Recently i wrote about alexithymia and it’s ramifications for our mental health. Since publishing that post, it has come to my attention that many people feel this is an underdiscussed area and weren’t sure exactly what it means.
So, what is it?
Simply put, it means that you can’t match up the internal signals of your emotions with words to describe your emotions. For example, I can’t tell the difference between anxiety and excitement. This means that when I’m experiencing either of these emotions, I don’t know what I am feeling.
This is because alexithymia relies on one of our senses called interoception. This sense allows us to feel the internal state of our body. Interoception covers more than emotions as it also tells us things like how fast our hearts are beating, whether we’re the right temperature, or if we’re thirsty or need the toilet.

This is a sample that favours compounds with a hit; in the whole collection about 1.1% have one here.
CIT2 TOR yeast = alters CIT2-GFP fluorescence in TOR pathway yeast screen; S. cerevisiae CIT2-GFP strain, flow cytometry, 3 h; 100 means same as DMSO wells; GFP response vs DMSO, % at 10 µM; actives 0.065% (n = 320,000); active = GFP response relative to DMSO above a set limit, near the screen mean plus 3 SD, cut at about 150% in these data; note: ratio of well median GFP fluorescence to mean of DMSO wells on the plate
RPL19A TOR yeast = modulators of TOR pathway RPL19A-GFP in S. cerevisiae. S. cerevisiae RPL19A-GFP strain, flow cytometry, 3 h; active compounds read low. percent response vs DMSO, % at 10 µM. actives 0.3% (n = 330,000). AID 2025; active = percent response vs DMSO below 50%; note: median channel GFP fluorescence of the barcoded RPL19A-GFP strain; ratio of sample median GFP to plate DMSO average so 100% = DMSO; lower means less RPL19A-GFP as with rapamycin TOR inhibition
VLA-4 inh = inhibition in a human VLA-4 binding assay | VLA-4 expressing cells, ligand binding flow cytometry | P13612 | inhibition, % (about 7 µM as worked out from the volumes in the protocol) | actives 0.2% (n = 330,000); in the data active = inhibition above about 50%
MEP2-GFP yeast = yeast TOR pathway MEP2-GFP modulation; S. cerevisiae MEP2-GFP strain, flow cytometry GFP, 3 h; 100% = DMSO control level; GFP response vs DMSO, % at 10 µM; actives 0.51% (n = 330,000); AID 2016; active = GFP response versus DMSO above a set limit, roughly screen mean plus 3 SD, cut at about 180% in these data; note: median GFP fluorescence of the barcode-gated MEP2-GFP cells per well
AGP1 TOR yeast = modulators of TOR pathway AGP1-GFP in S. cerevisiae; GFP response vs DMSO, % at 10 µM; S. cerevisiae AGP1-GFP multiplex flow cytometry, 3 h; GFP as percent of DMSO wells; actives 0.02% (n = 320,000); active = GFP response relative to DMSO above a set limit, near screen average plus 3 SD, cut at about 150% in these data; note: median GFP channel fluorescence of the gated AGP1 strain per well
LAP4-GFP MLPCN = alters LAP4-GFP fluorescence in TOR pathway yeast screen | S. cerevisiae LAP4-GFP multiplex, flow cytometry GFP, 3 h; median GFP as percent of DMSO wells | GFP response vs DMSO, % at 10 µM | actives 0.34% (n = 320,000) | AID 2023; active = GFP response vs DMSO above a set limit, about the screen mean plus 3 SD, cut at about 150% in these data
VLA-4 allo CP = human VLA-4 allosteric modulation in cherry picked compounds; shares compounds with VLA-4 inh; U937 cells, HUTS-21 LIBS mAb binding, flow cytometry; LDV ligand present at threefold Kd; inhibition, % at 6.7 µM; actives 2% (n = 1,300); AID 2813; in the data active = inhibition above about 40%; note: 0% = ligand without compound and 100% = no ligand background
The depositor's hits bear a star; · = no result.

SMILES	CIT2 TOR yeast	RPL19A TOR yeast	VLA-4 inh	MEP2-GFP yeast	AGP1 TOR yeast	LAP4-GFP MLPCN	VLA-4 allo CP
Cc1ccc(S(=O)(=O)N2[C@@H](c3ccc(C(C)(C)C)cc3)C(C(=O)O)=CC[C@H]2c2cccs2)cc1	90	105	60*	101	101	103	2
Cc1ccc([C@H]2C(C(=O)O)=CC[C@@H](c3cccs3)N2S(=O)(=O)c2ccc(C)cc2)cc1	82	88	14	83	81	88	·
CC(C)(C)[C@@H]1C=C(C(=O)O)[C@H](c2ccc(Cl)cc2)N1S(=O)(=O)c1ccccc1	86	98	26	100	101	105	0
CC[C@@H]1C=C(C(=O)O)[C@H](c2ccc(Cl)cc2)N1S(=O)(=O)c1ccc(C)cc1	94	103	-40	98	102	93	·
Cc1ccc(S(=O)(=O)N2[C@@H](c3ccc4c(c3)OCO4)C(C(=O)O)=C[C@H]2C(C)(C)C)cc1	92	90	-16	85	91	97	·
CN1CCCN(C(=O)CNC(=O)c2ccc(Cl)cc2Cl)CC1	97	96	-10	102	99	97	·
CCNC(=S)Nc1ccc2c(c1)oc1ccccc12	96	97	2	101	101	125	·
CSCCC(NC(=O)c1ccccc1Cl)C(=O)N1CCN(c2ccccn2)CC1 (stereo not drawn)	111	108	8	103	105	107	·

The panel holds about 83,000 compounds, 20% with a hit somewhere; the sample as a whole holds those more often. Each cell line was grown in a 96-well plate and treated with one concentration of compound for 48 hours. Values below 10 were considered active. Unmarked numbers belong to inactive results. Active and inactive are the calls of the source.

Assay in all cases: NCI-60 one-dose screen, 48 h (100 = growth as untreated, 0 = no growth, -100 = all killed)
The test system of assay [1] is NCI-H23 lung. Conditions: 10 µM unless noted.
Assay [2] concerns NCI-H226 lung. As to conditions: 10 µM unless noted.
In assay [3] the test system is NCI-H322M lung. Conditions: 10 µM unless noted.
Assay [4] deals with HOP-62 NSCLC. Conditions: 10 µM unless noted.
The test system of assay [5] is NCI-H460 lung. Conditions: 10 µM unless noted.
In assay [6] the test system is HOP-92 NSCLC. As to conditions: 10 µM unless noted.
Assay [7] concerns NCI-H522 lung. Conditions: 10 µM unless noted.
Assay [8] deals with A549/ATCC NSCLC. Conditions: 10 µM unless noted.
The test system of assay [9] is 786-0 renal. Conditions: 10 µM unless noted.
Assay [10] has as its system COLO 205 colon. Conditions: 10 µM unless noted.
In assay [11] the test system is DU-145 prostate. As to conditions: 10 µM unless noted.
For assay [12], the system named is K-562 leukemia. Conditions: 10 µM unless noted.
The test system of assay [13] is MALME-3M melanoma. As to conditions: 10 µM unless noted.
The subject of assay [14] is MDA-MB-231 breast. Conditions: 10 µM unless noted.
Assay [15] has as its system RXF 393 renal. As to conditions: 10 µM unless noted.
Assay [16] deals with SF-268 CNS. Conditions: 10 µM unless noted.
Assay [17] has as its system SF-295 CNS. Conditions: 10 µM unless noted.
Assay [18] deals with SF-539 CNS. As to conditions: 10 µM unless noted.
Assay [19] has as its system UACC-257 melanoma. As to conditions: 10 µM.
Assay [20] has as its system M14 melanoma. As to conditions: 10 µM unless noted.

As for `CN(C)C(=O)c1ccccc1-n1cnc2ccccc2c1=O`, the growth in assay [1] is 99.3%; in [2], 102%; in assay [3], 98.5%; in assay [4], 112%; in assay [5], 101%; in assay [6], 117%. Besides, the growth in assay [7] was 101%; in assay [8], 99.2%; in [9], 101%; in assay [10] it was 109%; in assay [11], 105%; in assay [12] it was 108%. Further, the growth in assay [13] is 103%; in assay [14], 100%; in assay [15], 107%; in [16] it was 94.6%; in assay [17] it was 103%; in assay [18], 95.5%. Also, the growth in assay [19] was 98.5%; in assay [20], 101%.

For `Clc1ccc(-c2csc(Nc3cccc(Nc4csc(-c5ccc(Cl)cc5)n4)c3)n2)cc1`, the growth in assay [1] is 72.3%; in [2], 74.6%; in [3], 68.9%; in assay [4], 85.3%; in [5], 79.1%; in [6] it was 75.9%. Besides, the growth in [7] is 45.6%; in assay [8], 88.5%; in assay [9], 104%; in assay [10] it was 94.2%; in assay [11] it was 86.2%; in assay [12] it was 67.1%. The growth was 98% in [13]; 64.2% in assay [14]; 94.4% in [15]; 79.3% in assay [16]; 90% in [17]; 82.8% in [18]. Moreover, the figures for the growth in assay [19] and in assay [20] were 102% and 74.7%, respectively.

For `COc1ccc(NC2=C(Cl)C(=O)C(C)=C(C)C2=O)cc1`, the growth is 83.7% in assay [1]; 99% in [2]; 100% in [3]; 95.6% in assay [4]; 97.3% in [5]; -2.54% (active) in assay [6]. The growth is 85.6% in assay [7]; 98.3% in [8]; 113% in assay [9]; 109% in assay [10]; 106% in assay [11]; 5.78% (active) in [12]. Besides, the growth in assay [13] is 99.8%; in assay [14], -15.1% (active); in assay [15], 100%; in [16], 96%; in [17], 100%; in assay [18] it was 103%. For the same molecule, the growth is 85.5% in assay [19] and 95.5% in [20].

Because Autistic people experience interoception differently, it affects our ability to identify and describe our emotions.
Alexithymia appears to have links to atypical burnout, meerkat mode (as conceptualised by Tanya Adkin), and psychosis. Alexithymic people might not recognise their burnout, and therefore will not take time to recuperate. Alexithymia has been seen in around 50% of Autistic people studied, although studies tend to only look at those with a formal diagnosis.
Alexithymia is perhaps one of the least understood aspects of Autistic experience among autism professionals; therefore representing an area requiring a great deal of attention for those working with Autistic service users. In particular, mental health professionals.